Perth property values are likely to end this year well below where they started, according to a West Australian agent and property analyst. Simon Pressley, Managing Director of Propertyology and a property market analyst, accredited property investment adviser and three-time winner of the REIA's Buyer’s Agent of the Year award, says greater Perth currently has the highest vacancy rate of all Australian capital cities at 4.2%. "Put simply, neither property values nor rents have any pressure currently being applied," says Pressley, adding that sales volumes peaked two years ago and the numbers since have steadily declined.
Perth has seen the most active first home buyer market in the country over the last couple of years, leading to rising vacancy rates for rental stock. The highest vacancies are in East Perth (6.7%), Yanchep (5.3%), Perth City (5.0%), Darlington (4.8%), West Perth (4.6%), South Perth (4.2%), and East Fremantle (4.0%), according to SQM Research.
Factors affecting Perth's property market include the sharp decline in the number of people relocating to the city over the last 12 to 18 months, a record level of new supply in the pipeline and the halving of iron ore prices over the last three years giving the state government its first budget deficit in 15 years at $1.3 billion in 2014.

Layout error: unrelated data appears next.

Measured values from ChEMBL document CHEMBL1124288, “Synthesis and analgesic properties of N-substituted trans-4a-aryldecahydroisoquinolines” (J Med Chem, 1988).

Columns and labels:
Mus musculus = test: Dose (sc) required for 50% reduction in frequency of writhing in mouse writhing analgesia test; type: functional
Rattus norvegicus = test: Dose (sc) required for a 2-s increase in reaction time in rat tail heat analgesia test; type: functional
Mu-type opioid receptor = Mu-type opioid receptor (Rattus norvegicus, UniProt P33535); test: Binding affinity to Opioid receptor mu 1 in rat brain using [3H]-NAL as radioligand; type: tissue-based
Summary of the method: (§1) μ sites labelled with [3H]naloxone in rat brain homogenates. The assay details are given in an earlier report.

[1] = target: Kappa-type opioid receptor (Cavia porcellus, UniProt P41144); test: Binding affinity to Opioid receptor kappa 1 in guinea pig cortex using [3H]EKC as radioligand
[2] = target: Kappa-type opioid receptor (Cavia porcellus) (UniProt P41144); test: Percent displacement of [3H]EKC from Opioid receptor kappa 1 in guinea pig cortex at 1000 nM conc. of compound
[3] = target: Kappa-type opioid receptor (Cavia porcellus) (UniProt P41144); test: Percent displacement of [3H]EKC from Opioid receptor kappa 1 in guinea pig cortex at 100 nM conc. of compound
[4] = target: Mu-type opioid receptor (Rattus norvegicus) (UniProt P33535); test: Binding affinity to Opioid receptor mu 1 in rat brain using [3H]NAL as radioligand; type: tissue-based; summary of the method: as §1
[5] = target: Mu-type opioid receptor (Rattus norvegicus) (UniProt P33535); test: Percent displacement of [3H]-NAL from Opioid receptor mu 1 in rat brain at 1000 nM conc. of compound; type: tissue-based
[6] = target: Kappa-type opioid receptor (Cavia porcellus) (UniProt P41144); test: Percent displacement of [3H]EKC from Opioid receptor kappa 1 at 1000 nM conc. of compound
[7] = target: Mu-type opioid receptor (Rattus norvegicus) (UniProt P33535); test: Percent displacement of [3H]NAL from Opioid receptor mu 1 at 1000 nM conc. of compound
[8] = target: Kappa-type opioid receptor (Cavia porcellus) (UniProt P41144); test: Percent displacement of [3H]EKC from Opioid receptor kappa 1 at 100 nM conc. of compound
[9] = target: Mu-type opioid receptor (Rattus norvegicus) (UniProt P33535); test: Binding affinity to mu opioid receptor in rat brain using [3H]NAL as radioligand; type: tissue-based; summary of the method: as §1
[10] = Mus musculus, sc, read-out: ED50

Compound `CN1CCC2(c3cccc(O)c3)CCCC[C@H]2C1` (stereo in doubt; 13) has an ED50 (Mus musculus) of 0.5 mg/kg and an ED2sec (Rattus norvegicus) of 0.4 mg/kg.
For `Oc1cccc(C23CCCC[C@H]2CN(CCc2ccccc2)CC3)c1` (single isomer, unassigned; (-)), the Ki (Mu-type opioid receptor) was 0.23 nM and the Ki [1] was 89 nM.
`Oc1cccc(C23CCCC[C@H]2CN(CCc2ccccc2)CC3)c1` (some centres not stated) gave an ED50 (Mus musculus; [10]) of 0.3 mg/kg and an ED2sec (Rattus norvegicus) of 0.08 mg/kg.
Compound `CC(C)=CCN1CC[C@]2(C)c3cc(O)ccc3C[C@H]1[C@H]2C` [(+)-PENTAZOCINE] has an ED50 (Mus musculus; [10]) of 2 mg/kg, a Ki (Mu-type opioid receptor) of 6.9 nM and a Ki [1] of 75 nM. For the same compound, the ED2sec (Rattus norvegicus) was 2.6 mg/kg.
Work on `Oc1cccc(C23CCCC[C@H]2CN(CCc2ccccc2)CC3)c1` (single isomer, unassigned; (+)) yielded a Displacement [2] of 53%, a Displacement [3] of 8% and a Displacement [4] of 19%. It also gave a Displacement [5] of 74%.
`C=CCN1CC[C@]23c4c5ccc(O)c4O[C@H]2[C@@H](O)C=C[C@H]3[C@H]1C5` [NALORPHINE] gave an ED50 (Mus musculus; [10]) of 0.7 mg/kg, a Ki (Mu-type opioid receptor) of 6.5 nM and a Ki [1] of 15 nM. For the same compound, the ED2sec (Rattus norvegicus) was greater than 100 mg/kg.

"Perth’s impressive run as the nation’s leader in population growth stakes has ground to a halt," says Pressley. The latest Australian Bureau of Statistics figures show a net overseas migration figure of 3,384 for the June 2014 quarter, well below the 10,201 average for the previous three comparative periods. Interstate migration has also been in decline. During 2011 to 2013, a net 2,000 people would typically relocate to WA from other states every quarter, but the latest ABS figures show that a net 33 people left WA; the first time that the state has produced a negative figure since June 2003.
Pressley says that when Propertyology took a closer analysis of Perth’s economy to see where future demand might come from, "things look dull" as the rate of job growth has definitely slowed down and government finances are likely to remain tight for some time. "Bottom line, this will be more than a lull for Perth," says Pressley. "Something significant will need to come from left field to stimulate housing demand otherwise Perth looks headed for a prolonged slump."